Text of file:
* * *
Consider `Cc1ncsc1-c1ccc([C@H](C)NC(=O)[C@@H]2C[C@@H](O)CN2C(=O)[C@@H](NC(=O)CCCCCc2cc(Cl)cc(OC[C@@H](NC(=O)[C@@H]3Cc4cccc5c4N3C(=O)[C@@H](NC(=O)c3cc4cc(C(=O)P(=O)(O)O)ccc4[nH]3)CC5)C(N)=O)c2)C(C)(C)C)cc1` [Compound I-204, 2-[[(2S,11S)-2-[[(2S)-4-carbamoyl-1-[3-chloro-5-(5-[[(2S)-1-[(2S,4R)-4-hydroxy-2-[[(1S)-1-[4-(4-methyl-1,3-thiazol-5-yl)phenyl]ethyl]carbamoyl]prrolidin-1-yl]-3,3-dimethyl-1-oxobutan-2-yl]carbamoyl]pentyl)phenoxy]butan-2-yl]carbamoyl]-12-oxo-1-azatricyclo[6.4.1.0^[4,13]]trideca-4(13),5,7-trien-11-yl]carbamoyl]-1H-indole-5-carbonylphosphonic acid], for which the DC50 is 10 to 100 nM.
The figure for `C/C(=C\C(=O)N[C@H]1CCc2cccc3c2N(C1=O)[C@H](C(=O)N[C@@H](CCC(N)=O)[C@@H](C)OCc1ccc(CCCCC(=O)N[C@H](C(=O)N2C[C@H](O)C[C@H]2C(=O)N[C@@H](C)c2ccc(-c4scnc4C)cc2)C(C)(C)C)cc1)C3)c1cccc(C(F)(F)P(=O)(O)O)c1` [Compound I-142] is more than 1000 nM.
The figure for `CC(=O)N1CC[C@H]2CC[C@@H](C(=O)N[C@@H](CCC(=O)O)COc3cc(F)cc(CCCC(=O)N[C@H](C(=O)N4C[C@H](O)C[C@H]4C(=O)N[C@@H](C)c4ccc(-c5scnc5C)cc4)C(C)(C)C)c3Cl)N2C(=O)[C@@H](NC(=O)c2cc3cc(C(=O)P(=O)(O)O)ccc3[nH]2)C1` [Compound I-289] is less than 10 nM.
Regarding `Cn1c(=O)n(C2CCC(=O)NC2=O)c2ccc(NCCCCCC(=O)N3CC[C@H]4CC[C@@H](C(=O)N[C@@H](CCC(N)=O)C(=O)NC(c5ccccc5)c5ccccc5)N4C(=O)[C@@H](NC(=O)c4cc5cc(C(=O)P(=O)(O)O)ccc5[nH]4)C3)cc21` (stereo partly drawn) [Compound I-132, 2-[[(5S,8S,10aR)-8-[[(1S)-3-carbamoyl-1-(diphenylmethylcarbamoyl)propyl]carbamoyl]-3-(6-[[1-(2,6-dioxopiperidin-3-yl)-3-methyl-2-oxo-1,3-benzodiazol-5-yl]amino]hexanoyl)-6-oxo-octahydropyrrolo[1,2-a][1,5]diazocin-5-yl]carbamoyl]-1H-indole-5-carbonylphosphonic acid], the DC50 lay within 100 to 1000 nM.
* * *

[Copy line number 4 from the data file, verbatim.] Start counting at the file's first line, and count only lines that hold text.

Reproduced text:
Regarding `Cn1c(=O)n(C2CCC(=O)NC2=O)c2ccc(NCCCCCC(=O)N3CC[C@H]4CC[C@@H](C(=O)N[C@@H](CCC(N)=O)C(=O)NC(c5ccccc5)c5ccccc5)N4C(=O)[C@@H](NC(=O)c4cc5cc(C(=O)P(=O)(O)O)ccc5[nH]4)C3)cc21` (stereo partly drawn) [Compound I-132, 2-[[(5S,8S,10aR)-8-[[(1S)-3-carbamoyl-1-(diphenylmethylcarbamoyl)propyl]carbamoyl]-3-(6-[[1-(2,6-dioxopiperidin-3-yl)-3-methyl-2-oxo-1,3-benzodiazol-5-yl]amino]hexanoyl)-6-oxo-octahydropyrrolo[1,2-a][1,5]diazocin-5-yl]carbamoyl]-1H-indole-5-carbonylphosphonic acid], the DC50 lay within 100 to 1000 nM.